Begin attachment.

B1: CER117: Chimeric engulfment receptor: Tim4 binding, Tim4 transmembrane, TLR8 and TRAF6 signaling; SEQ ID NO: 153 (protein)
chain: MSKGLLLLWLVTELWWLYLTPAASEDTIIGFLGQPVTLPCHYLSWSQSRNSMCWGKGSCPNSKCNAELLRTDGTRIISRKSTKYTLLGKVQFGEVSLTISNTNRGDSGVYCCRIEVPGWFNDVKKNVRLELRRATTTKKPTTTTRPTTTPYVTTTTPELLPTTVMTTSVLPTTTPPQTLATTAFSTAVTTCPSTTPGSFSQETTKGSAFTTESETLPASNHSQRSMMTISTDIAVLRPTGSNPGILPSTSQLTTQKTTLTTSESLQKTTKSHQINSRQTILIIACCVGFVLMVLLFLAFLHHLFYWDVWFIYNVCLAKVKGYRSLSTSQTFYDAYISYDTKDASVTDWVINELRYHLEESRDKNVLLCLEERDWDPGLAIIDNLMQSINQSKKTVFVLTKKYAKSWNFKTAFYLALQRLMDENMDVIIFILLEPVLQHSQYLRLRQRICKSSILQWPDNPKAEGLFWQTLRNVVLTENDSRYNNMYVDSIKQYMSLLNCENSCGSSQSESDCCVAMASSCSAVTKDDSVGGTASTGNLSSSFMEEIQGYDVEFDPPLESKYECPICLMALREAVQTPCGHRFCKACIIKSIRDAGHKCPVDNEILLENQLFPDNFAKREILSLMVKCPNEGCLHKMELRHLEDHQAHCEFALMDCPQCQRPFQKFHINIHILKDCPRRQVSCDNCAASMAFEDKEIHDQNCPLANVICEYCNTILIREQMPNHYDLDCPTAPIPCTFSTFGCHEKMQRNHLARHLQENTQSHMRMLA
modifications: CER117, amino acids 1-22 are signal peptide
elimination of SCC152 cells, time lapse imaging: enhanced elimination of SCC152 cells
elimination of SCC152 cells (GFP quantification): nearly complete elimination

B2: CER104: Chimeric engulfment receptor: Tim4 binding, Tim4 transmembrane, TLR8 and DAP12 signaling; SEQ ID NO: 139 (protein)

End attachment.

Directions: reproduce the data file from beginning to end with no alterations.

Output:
B1: CER117: Chimeric engulfment receptor: Tim4 binding, Tim4 transmembrane, TLR8 and TRAF6 signaling; SEQ ID NO: 153 (protein)
chain: MSKGLLLLWLVTELWWLYLTPAASEDTIIGFLGQPVTLPCHYLSWSQSRNSMCWGKGSCPNSKCNAELLRTDGTRIISRKSTKYTLLGKVQFGEVSLTISNTNRGDSGVYCCRIEVPGWFNDVKKNVRLELRRATTTKKPTTTTRPTTTPYVTTTTPELLPTTVMTTSVLPTTTPPQTLATTAFSTAVTTCPSTTPGSFSQETTKGSAFTTESETLPASNHSQRSMMTISTDIAVLRPTGSNPGILPSTSQLTTQKTTLTTSESLQKTTKSHQINSRQTILIIACCVGFVLMVLLFLAFLHHLFYWDVWFIYNVCLAKVKGYRSLSTSQTFYDAYISYDTKDASVTDWVINELRYHLEESRDKNVLLCLEERDWDPGLAIIDNLMQSINQSKKTVFVLTKKYAKSWNFKTAFYLALQRLMDENMDVIIFILLEPVLQHSQYLRLRQRICKSSILQWPDNPKAEGLFWQTLRNVVLTENDSRYNNMYVDSIKQYMSLLNCENSCGSSQSESDCCVAMASSCSAVTKDDSVGGTASTGNLSSSFMEEIQGYDVEFDPPLESKYECPICLMALREAVQTPCGHRFCKACIIKSIRDAGHKCPVDNEILLENQLFPDNFAKREILSLMVKCPNEGCLHKMELRHLEDHQAHCEFALMDCPQCQRPFQKFHINIHILKDCPRRQVSCDNCAASMAFEDKEIHDQNCPLANVICEYCNTILIREQMPNHYDLDCPTAPIPCTFSTFGCHEKMQRNHLARHLQENTQSHMRMLA
modifications: CER117, amino acids 1-22 are signal peptide
elimination of SCC152 cells, time lapse imaging: enhanced elimination of SCC152 cells
elimination of SCC152 cells (GFP quantification): nearly complete elimination

B2: CER104: Chimeric engulfment receptor: Tim4 binding, Tim4 transmembrane, TLR8 and DAP12 signaling; SEQ ID NO: 139 (protein)